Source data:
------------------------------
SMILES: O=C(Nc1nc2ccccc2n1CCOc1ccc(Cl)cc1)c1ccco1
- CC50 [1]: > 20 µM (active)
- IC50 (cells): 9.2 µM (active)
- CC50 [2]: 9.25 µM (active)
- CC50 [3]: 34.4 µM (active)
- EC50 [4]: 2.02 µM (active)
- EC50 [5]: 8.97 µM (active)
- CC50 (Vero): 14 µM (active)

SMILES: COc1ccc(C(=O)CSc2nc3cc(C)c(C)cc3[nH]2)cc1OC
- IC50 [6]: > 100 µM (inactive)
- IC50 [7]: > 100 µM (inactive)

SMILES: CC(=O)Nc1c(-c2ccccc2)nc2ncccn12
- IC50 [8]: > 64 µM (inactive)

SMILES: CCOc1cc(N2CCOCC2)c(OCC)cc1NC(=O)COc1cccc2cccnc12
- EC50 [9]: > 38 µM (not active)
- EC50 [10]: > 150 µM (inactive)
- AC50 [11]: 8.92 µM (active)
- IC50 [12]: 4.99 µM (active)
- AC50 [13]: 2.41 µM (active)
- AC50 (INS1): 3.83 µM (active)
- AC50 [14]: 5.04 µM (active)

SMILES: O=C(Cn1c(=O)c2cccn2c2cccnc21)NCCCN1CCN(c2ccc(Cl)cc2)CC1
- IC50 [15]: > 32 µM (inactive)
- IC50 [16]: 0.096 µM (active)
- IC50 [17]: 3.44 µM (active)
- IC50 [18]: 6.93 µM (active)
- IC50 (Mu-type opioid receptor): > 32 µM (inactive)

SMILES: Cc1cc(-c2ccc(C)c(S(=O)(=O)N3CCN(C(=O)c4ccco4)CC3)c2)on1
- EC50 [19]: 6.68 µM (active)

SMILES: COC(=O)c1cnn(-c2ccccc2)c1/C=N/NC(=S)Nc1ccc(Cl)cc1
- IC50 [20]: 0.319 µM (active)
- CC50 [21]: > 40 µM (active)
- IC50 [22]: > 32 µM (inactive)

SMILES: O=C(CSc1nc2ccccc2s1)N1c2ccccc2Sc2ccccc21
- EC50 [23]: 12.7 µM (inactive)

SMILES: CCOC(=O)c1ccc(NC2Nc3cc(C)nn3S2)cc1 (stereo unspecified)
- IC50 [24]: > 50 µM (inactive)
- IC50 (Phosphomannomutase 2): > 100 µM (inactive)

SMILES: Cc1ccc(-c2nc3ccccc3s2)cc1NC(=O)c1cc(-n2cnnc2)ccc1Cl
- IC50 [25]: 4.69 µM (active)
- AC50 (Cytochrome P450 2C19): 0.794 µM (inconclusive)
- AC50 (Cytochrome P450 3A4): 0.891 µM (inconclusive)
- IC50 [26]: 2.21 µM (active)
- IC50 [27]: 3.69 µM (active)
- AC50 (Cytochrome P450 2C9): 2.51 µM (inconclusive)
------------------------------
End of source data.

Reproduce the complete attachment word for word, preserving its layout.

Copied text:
SMILES: O=C(Nc1nc2ccccc2n1CCOc1ccc(Cl)cc1)c1ccco1
- CC50 [1]: > 20 µM (active)
- IC50 (cells): 9.2 µM (active)
- CC50 [2]: 9.25 µM (active)
- CC50 [3]: 34.4 µM (active)
- EC50 [4]: 2.02 µM (active)
- EC50 [5]: 8.97 µM (active)
- CC50 (Vero): 14 µM (active)

SMILES: COc1ccc(C(=O)CSc2nc3cc(C)c(C)cc3[nH]2)cc1OC
- IC50 [6]: > 100 µM (inactive)
- IC50 [7]: > 100 µM (inactive)

SMILES: CC(=O)Nc1c(-c2ccccc2)nc2ncccn12
- IC50 [8]: > 64 µM (inactive)

SMILES: CCOc1cc(N2CCOCC2)c(OCC)cc1NC(=O)COc1cccc2cccnc12
- EC50 [9]: > 38 µM (not active)
- EC50 [10]: > 150 µM (inactive)
- AC50 [11]: 8.92 µM (active)
- IC50 [12]: 4.99 µM (active)
- AC50 [13]: 2.41 µM (active)
- AC50 (INS1): 3.83 µM (active)
- AC50 [14]: 5.04 µM (active)

SMILES: O=C(Cn1c(=O)c2cccn2c2cccnc21)NCCCN1CCN(c2ccc(Cl)cc2)CC1
- IC50 [15]: > 32 µM (inactive)
- IC50 [16]: 0.096 µM (active)
- IC50 [17]: 3.44 µM (active)
- IC50 [18]: 6.93 µM (active)
- IC50 (Mu-type opioid receptor): > 32 µM (inactive)

SMILES: Cc1cc(-c2ccc(C)c(S(=O)(=O)N3CCN(C(=O)c4ccco4)CC3)c2)on1
- EC50 [19]: 6.68 µM (active)

SMILES: COC(=O)c1cnn(-c2ccccc2)c1/C=N/NC(=S)Nc1ccc(Cl)cc1
- IC50 [20]: 0.319 µM (active)
- CC50 [21]: > 40 µM (active)
- IC50 [22]: > 32 µM (inactive)

SMILES: O=C(CSc1nc2ccccc2s1)N1c2ccccc2Sc2ccccc21
- EC50 [23]: 12.7 µM (inactive)

SMILES: CCOC(=O)c1ccc(NC2Nc3cc(C)nn3S2)cc1 (stereo unspecified)
- IC50 [24]: > 50 µM (inactive)
- IC50 (Phosphomannomutase 2): > 100 µM (inactive)

SMILES: Cc1ccc(-c2nc3ccccc3s2)cc1NC(=O)c1cc(-n2cnnc2)ccc1Cl
- IC50 [25]: 4.69 µM (active)
- AC50 (Cytochrome P450 2C19): 0.794 µM (inconclusive)
- AC50 (Cytochrome P450 3A4): 0.891 µM (inconclusive)
- IC50 [26]: 2.21 µM (active)
- IC50 [27]: 3.69 µM (active)
- AC50 (Cytochrome P450 2C9): 2.51 µM (inconclusive)